By the early 1900s, Passeig de Gracia featured homes designed by notable art nouveau/modernista architects such as Antonin Gaudi, Pere Falques, Josep Puig i Cadafalch, Lluis Domenech i Montaner and Josep Vilaseca. Visitors should take note of the Manzana de la Discordia (the Apple of Discord), a block of Passeig de Gracia located on the southwest side of the avenue between Carrer del Consell de Cent and Carrer d’Arago. Here, you’ll find buildings by four prominent architects in clashing styles: the Casa Lleo Morera by Montaner, the Casa Amatller by Cadafalch, the Casa Mulleras by Enric Sagnier, and Gaudi’s famous Casa Batlló. Also see Gaudi’s Casa Milà, more commonly known as La Pedrera, with its impressive chimney pots shaped into what look like medieval knights.
Other possible stops along Passeig de Gracia include the Museu del Parfum and the Fundacio Sunol, which features rotating exhibits of 20th century art.
The historic heart of Barcelona is the Cuitat Vella, or Old City, home to the majority of the city’s tourist attractions and encompassing the districts of El Raval, Barri Gotic, La Ribera and Barceloneta. With its abundance of iconic architecture, world-class museums and historic sights, most visitors to the city find themselves spending the majority of their time in the Cuitat Vella.
Las Rablas is the Old City’s main thoroughfare, separating the residential neighborhood and red light district of El Raval from the largely pedestrianized Barri Gotic, or Gothic Quarter. The Barri Gotic makes a popular starting point for a walking tour of the city, with sights including the historic Placa del Rei; the 14th century Palau Reial Major; the Gothic Barcelona Cathedral; the glitzy shopping street of Portal del Angel; the lively La Boqueria food market; and several Gaudi masterpieces, including the Palau Güell.
East of the Barri Gotic is the fashionable district of La Ribera and the small sub-neighborhood of El Born, also encompassing a number popular attractions. Key sights include the UNESCO World Heritage Site of Palau de la Musica Catalana, designed by modernist architect Lluís Domènech i Montaner; the Gothic Santa Maria del Mar Cathedral; the Picasso Museum; and the vast Parc de la Ciutadella, the city’s largest park, lying south of the landmark Arc de Triomf and including the Catalan Parliament building and Barcelona Zoo. Finally, the Barceloneta area runs along the coastline and is most famous for its eponymous beach – the city’s busiest beach, with 4.2 km of sandy coastline and a lively nightlife.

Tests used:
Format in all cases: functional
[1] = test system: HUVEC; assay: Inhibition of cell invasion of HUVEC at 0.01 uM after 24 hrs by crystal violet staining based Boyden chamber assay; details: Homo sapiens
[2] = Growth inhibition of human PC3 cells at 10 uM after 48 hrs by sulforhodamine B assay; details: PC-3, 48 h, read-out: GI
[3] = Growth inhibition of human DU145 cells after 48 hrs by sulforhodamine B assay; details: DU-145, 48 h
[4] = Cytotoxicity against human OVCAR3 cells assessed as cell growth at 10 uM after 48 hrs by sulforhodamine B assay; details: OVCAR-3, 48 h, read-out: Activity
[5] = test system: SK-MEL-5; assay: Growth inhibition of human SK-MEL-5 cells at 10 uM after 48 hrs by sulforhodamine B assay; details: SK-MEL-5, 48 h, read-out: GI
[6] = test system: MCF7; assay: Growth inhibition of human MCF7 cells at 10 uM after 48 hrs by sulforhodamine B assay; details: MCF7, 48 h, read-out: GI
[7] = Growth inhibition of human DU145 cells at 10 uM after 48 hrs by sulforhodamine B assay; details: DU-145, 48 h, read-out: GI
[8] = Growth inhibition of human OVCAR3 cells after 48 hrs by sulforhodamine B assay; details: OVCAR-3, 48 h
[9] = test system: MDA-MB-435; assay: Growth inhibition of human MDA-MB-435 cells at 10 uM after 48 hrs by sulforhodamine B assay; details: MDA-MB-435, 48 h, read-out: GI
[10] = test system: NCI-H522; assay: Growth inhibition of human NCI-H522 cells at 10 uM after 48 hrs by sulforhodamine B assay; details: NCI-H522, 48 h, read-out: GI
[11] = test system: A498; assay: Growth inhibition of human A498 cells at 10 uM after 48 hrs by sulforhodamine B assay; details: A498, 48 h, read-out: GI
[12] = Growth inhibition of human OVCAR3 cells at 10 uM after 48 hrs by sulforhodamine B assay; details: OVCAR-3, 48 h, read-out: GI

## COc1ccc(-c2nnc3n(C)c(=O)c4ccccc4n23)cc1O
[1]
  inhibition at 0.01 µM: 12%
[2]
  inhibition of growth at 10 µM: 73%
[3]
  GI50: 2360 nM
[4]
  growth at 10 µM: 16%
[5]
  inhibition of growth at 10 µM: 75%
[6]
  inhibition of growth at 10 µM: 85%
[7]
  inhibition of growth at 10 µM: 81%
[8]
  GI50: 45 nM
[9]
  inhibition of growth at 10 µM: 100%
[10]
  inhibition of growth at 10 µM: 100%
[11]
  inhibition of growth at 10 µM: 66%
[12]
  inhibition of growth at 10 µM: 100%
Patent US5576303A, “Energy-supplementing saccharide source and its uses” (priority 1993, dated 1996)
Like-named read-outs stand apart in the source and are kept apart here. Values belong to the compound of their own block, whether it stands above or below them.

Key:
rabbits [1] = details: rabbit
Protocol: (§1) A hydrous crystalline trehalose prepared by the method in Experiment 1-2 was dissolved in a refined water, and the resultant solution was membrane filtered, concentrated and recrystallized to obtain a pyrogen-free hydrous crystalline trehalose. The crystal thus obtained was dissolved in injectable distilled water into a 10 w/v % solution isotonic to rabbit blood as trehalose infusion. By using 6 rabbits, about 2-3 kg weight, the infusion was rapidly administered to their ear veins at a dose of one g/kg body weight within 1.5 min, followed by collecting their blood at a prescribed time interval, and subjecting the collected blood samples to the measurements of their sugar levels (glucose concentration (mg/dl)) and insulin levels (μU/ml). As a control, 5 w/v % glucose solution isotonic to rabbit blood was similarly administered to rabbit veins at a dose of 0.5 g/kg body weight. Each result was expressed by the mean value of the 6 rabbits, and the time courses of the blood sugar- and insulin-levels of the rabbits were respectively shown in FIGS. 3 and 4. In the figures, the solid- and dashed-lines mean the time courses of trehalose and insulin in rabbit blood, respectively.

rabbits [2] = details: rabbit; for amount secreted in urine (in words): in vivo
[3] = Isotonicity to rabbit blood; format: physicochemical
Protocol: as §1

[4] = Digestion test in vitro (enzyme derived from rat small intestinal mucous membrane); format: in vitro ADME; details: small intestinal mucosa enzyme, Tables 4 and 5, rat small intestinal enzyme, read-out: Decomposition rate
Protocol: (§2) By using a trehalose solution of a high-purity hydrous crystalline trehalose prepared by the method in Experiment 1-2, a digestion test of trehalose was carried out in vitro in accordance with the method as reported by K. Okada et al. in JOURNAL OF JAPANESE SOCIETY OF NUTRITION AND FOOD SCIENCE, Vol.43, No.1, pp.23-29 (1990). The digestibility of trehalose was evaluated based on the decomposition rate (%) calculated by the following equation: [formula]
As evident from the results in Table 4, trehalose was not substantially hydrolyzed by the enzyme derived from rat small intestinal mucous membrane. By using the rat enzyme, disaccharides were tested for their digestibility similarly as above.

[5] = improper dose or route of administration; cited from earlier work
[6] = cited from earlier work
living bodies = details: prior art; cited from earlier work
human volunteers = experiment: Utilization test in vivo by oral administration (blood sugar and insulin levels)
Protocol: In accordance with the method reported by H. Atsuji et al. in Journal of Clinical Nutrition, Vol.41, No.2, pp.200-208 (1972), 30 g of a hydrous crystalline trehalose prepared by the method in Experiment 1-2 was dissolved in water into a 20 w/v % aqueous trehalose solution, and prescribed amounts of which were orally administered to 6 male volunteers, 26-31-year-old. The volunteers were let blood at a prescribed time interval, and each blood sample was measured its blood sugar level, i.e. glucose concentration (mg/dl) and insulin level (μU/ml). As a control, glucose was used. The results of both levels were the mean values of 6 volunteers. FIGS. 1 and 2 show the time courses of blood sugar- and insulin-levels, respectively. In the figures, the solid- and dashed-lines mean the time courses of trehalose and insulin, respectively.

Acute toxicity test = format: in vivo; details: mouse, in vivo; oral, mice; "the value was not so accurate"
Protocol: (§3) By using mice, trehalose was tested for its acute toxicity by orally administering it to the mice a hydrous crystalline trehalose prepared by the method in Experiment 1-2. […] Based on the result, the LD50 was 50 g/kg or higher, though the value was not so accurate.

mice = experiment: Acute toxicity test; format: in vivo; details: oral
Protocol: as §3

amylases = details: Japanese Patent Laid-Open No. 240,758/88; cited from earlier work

Parc de Montjuic
Wear comfortable shoes and plan to do a lot of walking; the park is huge.
Don’t forget to bring sunscreen, sunglasses, and a hat.
Looming over Barcelona city center from the 170-meter summit of Montjuïc Mountain, the forbidding Montjuïc Castle, or Castell de Montjuïc, adds a dramatic silhouette to the city skyline. Reachable via cable car from the Montjuic Funicular station, the 17th-century fortress is most popular as a lookout point and the Cami del Mar walking track affords spectacular panoramic views over the city, the distant mountains and along the Mediterranean coast.
Behind the castle’s majestic façade lies a grim and gruesome history, used mostly during the late 19th and 20th centuries to house and execute political prisoners. Anarchists, fascists and Republicans have all met their maker within these walls, most famously Lluis Companys, the President of Catalunya who was executed here by firing squad in 1940. The somber unmarked tombstones in the castle grounds offer a reminder of the castle’s sordid past, but with plans underway to transform the building, which once housed a military history, into a museum of international peace, the fortress’s future looks set to be more positive.
Be sure to take a walk around the palace gardens while you’re there, adorned with famous sculptures like Pau Gargallo’s ‘La Pomona’ and Josep Clarà’s ‘La Fertilitat’, then walk across the ancient drawbridge and climb the stone stairs to the castle’s roof top viewing terrace.
Remember to dress respectfully by wearing clothes that cover your shoulders and extend to your knees or lower ; the cathedral is an active place of worship.
The cathedral is wheelchair accessible; there’s an accessible entrance at the cloister on Carrer del Bisbe.
Book your tickets in advance to skip the line at the amusement park. Click here
Don’t forget to bring sunscreen, sunglasses, and a hat; some areas on the mountain lack adequate shade.
Public transportation to Tibidabo, as well as many of the amusement park attractions, is wheelchair accessible.
Bring sunscreen as the sun’s rays can be very strong, especially in summer.
Barceloneta’s beachside promenade, Paseo Maritimo de la Barceloneta, is wheelchair accessible.
How To Visit The City
If you don’t have time
If you don’t have a lot of time and you would like to visit most of the important things in Barcelona, use the Barcelona Pass. Take the hop on and hop off bus, it will take you to the most important monument in the city. You can Hop Off and visit what you prefer and after take again the bus and visit the next thing. Easy to use and to save money.
Click here to check prices
If you have time
If you have time and you want to save more money, you can use the subway. The subway in the city works very well and it’s easy to use. There are special prices for 2/3/4 or 5 days Travel Card starting from 15 Euro, click here for more informations. Download the free app on your phone TMBAPP (Metro Bus Barcelona).
If you want to see the map of the Metro click here